Until recently – maybe 100 years ago or less – food was an intensely local and personal endeavor. With the exception of some dry goods, which could be transported and stored, most foods were locally sourced. Most fruits and vegetables were sold based on what was locally grown and in season – and depending on where you lived, some or most of them came out of your own backyard. Meats were butchered and sold fresh. And in the majority of cases, the farms where those foods came from were small and local.
Today, corporations dominate every element of the food production process, from the point at which food is produced (and even before) to the point at which it ends up on your table at home or in a restaurant:
- The average farm doubled in size between 1982 and 2012, and large farms (those earning more than a million dollars a year) increased their share of total US production from 36% in 1991 to 48% in 2015.
- Regardless of farm size, farmers are essentially captive to large corporations, include suppliers of seeds and pesticides like Monsanto and corporations that dominate the processing markets. For example, 56% of the chicken slaughter and packing industry is controlled by four companies; four control 64% of pork slaughter and processing; and four control 84% of been slaughter and packing.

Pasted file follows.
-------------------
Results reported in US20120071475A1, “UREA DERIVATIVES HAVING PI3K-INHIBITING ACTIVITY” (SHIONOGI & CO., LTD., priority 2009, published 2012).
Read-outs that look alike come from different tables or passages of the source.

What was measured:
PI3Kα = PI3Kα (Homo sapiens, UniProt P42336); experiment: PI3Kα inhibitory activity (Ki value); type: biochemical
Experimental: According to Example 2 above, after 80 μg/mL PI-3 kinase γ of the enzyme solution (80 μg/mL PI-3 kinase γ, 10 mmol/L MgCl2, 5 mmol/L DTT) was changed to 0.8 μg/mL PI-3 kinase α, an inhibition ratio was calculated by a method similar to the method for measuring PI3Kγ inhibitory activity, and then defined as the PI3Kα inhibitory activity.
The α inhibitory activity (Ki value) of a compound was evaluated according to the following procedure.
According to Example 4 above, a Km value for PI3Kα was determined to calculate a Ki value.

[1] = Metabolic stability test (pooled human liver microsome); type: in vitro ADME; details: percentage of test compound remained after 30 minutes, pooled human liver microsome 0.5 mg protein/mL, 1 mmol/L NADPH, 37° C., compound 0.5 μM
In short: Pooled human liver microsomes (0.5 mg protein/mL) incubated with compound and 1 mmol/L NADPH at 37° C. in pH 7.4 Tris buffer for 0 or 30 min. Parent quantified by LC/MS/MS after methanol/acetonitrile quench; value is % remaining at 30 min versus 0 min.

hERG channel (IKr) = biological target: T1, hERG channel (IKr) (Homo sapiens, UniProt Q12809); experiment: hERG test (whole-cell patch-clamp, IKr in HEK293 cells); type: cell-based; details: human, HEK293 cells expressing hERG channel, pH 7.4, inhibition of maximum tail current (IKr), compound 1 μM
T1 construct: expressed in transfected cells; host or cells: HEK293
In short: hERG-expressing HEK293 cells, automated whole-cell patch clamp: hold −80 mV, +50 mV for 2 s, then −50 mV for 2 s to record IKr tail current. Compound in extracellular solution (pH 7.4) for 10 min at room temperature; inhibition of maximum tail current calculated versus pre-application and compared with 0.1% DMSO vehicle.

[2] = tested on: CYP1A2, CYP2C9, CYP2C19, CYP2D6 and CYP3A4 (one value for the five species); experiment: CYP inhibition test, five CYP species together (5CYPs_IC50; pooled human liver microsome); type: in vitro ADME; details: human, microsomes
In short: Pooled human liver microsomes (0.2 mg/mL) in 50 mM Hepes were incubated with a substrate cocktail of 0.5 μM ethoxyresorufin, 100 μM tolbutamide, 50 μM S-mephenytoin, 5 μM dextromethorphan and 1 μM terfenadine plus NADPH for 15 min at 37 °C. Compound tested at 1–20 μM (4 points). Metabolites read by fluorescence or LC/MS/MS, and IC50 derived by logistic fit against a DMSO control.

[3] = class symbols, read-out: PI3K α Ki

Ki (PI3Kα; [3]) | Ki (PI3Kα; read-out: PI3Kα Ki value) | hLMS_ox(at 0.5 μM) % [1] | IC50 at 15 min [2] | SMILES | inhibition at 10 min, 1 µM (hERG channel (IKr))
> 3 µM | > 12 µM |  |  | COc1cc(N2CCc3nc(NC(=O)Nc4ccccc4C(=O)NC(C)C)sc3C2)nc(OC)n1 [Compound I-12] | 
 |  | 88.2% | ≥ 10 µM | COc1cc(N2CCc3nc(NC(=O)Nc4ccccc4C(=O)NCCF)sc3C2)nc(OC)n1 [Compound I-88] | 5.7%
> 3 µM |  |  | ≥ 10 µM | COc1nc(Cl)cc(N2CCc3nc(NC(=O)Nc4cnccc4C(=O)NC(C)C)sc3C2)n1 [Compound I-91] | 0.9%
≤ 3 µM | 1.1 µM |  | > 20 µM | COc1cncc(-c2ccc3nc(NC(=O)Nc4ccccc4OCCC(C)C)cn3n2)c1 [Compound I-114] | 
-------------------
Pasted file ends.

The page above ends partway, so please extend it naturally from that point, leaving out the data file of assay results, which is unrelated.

- Many of our packaged foods come from a comparatively small number of companies, each of which hosts multiple brands for their product lines. Tyson, for example, had $40.1 billion in US food sales in 2016, PepsiCo did $37.9 billion in sales, and Nestle did $27.7 billion.
- The first supermarket, King Cullen, came on the scene in 1930; supermarkets now account for 95% of grocery sales in the US, with large corporations like WalMart dominating the field. (Wal-Mart conducted 17.3% of all food and beverage sales in the US in 2016.)
- While single-store and small chain restaurants are still common, large corporate chains make up a sizeable chunk of the market: According to Restaurant Business, “More than half of the restaurant industry’s $491 billion in sales come from the Top 500 chains” in 2015, with most of those being fast food restaurants.
Of course, corporate dominance in the food industry is not automatically a bad thing: Corporations can offer efficiencies and economies of scales that make food more affordable and available. But in reality, as in other industries, big business’ relentless pursuit of profits over principle have resulted in an unsafe and unhealthy system – one that consumers should learn about and avoid to the extent possible.